The 2017 Freep Film Festival ended on Sunday with a fascinating group of films in the short subject category. I’m a sucker for short film programs and find myself fascinated with the form because of the challenges and risks posed in tackling big subjects in a condensed time span.
This year, the big subjects included the Flint water crisis, as well as the struggles with, and explorations of identity. First up in the Flint program was a film from a Michigan State University student entitled From Flint: Voices from a Poisoned City. I think most people living in Michigan are aware of the water crisis, but they might not be aware of just how bad things were and still are. From Flint provides a detailed look at the residents who have suffered from the effects of lead poisoning and how the residents themselves are doing everything in their power to help one another after the government has continued to fail them.
The next film, Flint: An American Nightmare, was easily my favorite from the program, as it continued to explore the themes of From Flint, but used Detroit Free Press photographer Ryan Garza’s amazing photography to highlight the ongoing struggles of a city in jeopardy. The residents interviewed in both films are all compelling and have their own take on the crisis. Despite overwhelming odds, every one of them is resolved to take action and to see something done for their city.
I was less interested in the final group of films – a set of shorts within a short entitled Flint is a Place, which mostly focused on Claressa Shields (“T-Rex”) and her sister, Briana. Admittedly, I wasn’t aware of Shields until the documentary about her story came out last year, but it still felt like this series of smaller shorts were beside the point, especially after the two very moving and eye opening documentaries preceded it. Still, the overall program provided an in-depth city that I think many have forgotten, or have simply assumed has “gotten better,” when the reality is that it will take many, many years to repair the damage done to Flint.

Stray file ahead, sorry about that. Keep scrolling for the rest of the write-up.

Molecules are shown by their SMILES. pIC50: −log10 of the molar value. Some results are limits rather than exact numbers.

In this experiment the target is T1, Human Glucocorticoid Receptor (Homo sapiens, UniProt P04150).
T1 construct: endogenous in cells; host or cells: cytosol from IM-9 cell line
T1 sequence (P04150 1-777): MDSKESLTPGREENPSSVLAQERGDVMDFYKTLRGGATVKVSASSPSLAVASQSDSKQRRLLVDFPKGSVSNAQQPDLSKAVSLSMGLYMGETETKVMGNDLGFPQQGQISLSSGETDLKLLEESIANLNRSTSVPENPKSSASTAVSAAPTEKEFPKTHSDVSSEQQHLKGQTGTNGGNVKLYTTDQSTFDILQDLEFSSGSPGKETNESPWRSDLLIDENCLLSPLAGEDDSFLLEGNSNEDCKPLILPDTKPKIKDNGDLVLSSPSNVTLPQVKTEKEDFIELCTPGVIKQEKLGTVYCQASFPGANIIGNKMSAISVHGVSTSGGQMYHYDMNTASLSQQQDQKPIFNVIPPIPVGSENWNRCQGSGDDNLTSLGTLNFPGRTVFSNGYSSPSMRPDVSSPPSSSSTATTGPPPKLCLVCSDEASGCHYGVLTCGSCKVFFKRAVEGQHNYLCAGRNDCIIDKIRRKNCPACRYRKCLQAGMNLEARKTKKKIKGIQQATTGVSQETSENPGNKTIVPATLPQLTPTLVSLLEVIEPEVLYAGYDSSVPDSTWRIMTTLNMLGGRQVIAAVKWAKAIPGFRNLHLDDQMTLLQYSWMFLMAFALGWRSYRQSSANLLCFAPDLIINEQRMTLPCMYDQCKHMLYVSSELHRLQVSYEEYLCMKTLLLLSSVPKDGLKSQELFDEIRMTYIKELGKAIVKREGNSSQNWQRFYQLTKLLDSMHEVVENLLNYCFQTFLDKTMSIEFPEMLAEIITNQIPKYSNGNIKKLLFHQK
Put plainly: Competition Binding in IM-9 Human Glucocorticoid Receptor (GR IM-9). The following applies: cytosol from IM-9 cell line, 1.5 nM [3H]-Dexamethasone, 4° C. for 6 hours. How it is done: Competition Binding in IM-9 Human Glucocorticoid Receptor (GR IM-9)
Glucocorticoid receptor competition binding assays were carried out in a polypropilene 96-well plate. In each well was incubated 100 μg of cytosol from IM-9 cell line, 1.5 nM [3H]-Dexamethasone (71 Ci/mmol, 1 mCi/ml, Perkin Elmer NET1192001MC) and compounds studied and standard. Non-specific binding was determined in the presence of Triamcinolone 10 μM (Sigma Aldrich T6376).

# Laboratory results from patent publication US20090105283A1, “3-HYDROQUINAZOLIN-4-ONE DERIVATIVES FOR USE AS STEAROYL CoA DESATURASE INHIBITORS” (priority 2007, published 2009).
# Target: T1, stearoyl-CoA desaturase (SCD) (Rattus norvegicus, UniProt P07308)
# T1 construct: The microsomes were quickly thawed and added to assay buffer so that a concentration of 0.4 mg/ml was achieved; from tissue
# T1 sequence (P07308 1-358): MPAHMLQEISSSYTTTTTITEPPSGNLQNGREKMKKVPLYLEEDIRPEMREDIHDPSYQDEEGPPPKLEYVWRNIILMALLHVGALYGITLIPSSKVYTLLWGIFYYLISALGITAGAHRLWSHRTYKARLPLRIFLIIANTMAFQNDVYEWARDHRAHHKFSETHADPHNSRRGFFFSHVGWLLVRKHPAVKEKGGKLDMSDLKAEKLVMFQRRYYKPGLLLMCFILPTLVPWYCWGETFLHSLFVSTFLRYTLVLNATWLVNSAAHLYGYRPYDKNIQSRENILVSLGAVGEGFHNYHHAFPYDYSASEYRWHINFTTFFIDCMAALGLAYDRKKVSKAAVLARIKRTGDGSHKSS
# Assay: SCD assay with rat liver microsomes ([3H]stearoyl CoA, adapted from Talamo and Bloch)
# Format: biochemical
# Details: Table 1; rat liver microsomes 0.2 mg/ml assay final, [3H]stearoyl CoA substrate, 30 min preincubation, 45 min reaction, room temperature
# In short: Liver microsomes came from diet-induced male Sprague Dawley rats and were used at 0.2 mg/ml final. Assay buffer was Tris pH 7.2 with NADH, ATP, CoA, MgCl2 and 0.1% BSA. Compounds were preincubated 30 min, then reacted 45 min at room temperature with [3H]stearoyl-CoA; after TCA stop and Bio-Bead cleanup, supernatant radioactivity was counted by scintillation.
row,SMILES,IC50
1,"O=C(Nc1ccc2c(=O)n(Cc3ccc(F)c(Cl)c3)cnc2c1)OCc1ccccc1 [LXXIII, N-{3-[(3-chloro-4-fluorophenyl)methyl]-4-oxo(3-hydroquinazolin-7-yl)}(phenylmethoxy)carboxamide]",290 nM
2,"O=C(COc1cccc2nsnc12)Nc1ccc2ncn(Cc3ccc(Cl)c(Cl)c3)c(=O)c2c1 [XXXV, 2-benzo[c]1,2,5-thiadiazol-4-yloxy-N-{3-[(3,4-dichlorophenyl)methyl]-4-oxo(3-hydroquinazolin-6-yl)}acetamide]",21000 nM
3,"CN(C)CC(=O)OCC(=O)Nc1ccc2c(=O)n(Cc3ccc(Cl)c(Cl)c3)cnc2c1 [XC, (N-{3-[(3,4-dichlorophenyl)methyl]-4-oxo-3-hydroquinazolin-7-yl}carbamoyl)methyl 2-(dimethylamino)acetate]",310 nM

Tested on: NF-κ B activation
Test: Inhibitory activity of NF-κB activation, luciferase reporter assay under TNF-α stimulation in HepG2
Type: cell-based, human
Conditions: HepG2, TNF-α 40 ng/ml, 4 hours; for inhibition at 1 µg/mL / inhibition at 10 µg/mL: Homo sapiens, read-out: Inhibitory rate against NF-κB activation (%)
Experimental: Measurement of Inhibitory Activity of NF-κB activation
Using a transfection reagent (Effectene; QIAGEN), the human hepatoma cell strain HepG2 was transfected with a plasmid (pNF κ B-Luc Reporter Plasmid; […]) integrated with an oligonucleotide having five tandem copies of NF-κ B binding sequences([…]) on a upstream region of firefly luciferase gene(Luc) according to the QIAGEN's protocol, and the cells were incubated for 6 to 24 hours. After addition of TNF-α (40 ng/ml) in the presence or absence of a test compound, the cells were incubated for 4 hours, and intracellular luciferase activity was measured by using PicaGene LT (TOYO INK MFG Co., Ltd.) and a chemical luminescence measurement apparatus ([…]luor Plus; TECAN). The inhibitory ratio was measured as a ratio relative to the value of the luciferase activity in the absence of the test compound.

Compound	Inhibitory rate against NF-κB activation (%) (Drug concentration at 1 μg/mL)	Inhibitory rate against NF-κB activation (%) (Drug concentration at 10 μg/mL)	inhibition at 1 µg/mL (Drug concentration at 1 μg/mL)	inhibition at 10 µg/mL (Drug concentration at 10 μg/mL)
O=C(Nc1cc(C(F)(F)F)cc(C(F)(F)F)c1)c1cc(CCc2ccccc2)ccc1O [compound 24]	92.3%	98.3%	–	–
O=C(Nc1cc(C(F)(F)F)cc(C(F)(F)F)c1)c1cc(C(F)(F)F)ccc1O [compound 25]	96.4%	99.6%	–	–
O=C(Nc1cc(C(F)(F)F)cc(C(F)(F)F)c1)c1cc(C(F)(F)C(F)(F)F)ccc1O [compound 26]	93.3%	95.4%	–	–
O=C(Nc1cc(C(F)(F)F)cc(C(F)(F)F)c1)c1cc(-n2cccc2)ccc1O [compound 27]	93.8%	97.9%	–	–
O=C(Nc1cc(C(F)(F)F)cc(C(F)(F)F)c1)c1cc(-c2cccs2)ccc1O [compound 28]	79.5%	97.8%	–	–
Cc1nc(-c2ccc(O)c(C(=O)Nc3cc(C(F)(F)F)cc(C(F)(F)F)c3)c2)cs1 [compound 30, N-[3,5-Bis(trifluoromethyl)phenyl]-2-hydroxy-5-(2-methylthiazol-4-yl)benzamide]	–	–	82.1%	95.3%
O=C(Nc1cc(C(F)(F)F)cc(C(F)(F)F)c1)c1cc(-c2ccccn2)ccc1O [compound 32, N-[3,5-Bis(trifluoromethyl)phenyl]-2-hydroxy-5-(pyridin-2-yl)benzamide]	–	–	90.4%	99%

The final group of shorts, entitled Connections and Identity, explored a variety of people and subjects, each one of them fascinating in their own right. Palisades caught me off guard, because I’m usually wary of documentaries that mostly rely on talking-head interviews. However, the story of how a couple, John and Julie, fell in love, as told by John, is quite beautiful. I won’t give anything away here, except to say that the moment John realized he was in love with Julie, and the way he told the story, packs an emotional wallop that I was not expecting.
The two other films that I thoroughly enjoyed in this program were Off Season and Denali, the former about Detroit Tiger pitcher Daniel Norris’ off season travels in his 1978 VW van named Shaggy; the latter about Ben Moon and his dog, Denali, and their last day together as told from Denali’s perspective. Off Season was another unexpected gem that highlights the beauty of making one’s own life journey as well as the comfort that can be found in solitude.
Denali was one that I tried to prepare myself emotionally for but failed on every level upon watching it. Yes, I cried, and yes, I love a good man’s best friend movie. Denali is unique because of its storytelling approach. In about eight minutes we hear the story of Ben and Denali narrated by director and co-writer Ben Knight—told from Denali’s imagined thoughts. We learn of Ben’s battle with cancer, their ongoing adventures over the years, and their final, peaceful moments together. It is a beautiful film and (for me) was just the right way to end the festival.
The Freep Film Festival continues to expand every year and the slate of films become even more important and relevant in our current political climate. From Detroit’s story to Flint’s; to the environment and to the stories of human triumph; this film festival is not only relevant, it’s essential.